This week’s Courier Herald column:
There was a time, only a generation or two ago, when words were currency. There was no social media. There were three major TV networks. Every city had at least one major newspaper that was widely read seven days per week.
There were rules, written and unwritten, for those that produced and reported news as well as for those that were the subjects of the stories. For politicians, the larger the stage, the more homogenous their statements and behavior.
Being spontaneous or “off the cuff” ran too much of a risk of being misinterpreted or offending many people at once. Politicians that could break out of uptight Washington Speak were of increasing value, as news organizations began to chase ratings and the dollars that followed.
Along the way, Ted Turner decided to give us 24-hour news which brought us more immediacy to what was covered. Late night talk shows became more political and more numerous. The internet brought us blogs and then social media, giving anyone with a keyboard or smart phone the ability to report news and opinion.
The quantity of words rapidly proliferated. The value of their currency changed as well.
I got to spend a little time around Senator John McCain at a time when cable news was firmly established as a permanent presence, but the internet had not yet unleased the power of the individual opinion. The value of network attention was still real, but the ability to stand out and capture alternative news mediums was growing.
Senator McCain was everything in person that his numerous profiles would suggest. In private, his language was what one would imagine of a Naval officer. In public, he enjoyed being politically incorrect when the phrase meant being plain spoken and irreverent.
He also loved to call advance staffers and other event volunteers “jerks”, if he liked them. If he really liked them…the language became more colorful. His refusal to conform to the uptight, made for network news telecasts made him a media favorite. He was “in on the joke”.
He came to Georgia a few times on behalf of his fellow Senator Bob Dole in 1996. I not only got to hear him call my friends and his friends names, but a few well known Washington pundits as well. His “straight talk” was his brand, but was only a small part of his currency.
McCain was used to praise, but was also hard on himself when he failed to meet his own high standards. McCain knew he was neither perfect nor a saint. He had failings, public and private. None stopped him from demanding better of himself or others. That was also part of his brand, his currency.
Once, as reported by the Weekly Standard, a film crew from Comedy Central decided to try to set up McCain with the question of “who is your favorite poet?”
McCain thought and then said “Robert Service”. Asked to recite some of his poetry, McCain gave them all fourteen stanzas of The Cremation of Sam McGee. Only when they were breaking down their camera equipment did McCain tell them why he had memorized the poem. It had been tapped to him in Morse Code from the person in the cell next to his in Vietnam, where he spent over 5 years as a prisoner of war.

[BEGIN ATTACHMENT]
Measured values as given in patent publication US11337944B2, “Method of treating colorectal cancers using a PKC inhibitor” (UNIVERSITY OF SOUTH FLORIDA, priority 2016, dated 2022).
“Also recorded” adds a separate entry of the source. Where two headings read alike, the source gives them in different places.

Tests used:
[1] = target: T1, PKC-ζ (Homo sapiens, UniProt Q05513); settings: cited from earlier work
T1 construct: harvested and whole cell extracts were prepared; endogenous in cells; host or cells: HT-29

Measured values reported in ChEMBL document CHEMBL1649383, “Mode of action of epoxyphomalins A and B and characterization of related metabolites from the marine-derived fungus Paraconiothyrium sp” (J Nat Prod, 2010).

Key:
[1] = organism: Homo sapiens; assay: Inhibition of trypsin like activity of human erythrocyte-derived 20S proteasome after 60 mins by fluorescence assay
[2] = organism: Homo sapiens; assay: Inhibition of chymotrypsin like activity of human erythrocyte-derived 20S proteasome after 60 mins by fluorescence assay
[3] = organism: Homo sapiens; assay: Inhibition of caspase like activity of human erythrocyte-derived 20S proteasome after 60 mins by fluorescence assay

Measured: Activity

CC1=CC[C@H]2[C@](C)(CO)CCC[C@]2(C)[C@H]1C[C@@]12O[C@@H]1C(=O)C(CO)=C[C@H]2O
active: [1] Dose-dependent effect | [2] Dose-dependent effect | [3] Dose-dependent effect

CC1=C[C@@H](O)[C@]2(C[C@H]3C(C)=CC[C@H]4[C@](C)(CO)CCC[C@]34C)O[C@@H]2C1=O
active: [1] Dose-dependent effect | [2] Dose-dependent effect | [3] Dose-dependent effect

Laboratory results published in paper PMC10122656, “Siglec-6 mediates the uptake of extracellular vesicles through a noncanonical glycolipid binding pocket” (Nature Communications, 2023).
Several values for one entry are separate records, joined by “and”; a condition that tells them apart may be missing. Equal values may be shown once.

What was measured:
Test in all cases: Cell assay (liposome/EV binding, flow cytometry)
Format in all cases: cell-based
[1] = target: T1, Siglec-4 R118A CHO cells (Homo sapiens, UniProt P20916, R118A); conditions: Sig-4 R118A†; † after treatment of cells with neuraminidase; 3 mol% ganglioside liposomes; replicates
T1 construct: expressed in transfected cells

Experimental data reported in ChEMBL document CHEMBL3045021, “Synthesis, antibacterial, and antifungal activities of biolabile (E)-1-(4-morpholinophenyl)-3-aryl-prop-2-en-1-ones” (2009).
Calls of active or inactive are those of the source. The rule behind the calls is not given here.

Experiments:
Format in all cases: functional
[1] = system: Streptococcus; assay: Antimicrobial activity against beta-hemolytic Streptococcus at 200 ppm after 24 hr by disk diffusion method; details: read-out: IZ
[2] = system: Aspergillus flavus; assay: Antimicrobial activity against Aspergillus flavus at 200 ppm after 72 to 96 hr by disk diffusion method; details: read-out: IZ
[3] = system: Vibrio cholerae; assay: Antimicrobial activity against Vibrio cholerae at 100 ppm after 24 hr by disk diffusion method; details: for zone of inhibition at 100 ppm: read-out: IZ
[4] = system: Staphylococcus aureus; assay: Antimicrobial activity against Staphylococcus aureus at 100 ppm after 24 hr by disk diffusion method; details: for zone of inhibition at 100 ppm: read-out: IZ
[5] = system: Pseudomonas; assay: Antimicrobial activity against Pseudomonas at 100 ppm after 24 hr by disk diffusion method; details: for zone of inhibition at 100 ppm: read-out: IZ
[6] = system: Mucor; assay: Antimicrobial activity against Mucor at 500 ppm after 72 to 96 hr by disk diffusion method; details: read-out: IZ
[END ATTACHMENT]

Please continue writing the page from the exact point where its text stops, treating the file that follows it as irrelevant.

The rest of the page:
The stanzas of a dark humored ballad were prized currency to an American POW, when words were few and shared only via gentle tapping between cells. McCain himself was currency to the Vietnamese army, who very much desired the PR victory of releasing the son of one of America’s highest ranking military officers.
John McCain had more than half a decade to evaluate the value of words and the value of actions – and the impact of each on the country he served. His conscious decision to remain a POW with those captured before him, to allow his broken bones and other wounds to go without proper treatment, to endure torture on a regular basis when freedom was an option were all personal sacrifices John McCain made for the standing of our country and its role in maintaining freedom in this world.
Even back then, McCain knew the value of the words that the Vietnamese would use if he accepted freedom. He chose not to spend his own currency.
In today’s world, words have lost much of their value. The proliferation of news outlets and the ability for everyone to share their thoughts and opinions with the rest of the world in real time has produced more noise than honest discourse. Words that criticize and show displeasure at the slightest deviation from expectation are common. Cheap, and common.
Leadership isn’t about talking in a way that will please the masses. It’s about making tough choices, often at personal sacrifice, and sometimes paying a personal price for doing so. When words become ubiquitous, people long for action.
John McCain didn’t tell us his value, he lived it. His body remained broken because of it. And we as a nation are a better people because of it, and are grateful for his life and his service.